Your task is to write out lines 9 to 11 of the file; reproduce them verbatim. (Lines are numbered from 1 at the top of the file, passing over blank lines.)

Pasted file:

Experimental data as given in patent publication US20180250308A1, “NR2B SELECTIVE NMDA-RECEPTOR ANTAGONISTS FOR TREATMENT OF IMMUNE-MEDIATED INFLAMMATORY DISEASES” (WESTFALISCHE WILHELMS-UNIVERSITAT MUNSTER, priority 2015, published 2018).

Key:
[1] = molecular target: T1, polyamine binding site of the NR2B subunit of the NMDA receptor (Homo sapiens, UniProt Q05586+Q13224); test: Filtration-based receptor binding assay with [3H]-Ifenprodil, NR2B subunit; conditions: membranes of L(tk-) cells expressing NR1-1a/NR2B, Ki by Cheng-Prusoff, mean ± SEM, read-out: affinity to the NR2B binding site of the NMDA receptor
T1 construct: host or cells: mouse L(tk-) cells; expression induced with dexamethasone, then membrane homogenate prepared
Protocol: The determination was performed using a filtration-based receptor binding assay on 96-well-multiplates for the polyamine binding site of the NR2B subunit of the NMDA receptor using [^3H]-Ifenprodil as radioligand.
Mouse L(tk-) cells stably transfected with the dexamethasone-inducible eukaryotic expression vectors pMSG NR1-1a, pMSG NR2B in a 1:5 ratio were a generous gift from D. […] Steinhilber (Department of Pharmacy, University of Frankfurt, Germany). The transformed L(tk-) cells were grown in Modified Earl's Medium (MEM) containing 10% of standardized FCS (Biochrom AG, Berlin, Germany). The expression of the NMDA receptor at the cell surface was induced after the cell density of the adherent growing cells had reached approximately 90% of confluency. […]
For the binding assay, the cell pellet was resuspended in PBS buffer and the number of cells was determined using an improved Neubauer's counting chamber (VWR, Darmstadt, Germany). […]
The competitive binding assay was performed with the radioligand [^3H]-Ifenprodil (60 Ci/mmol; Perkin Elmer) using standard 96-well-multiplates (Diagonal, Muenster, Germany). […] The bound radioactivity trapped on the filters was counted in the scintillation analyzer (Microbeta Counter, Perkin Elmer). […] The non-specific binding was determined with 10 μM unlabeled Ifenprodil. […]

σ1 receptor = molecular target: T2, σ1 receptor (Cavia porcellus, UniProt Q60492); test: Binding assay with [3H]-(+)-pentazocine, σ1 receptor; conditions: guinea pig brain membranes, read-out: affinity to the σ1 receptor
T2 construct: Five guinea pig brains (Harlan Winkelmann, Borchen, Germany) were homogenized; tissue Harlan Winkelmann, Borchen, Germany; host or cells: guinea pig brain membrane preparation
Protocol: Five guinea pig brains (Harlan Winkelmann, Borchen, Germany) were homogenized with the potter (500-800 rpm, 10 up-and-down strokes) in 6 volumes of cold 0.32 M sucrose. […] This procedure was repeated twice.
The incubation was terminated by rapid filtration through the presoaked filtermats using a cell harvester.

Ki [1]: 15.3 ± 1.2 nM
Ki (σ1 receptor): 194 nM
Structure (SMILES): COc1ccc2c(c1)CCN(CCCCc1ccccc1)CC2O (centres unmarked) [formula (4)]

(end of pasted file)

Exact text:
σ1 receptor = molecular target: T2, σ1 receptor (Cavia porcellus, UniProt Q60492); test: Binding assay with [3H]-(+)-pentazocine, σ1 receptor; conditions: guinea pig brain membranes, read-out: affinity to the σ1 receptor
T2 construct: Five guinea pig brains (Harlan Winkelmann, Borchen, Germany) were homogenized; tissue Harlan Winkelmann, Borchen, Germany; host or cells: guinea pig brain membrane preparation
Protocol: Five guinea pig brains (Harlan Winkelmann, Borchen, Germany) were homogenized with the potter (500-800 rpm, 10 up-and-down strokes) in 6 volumes of cold 0.32 M sucrose. […] This procedure was repeated twice.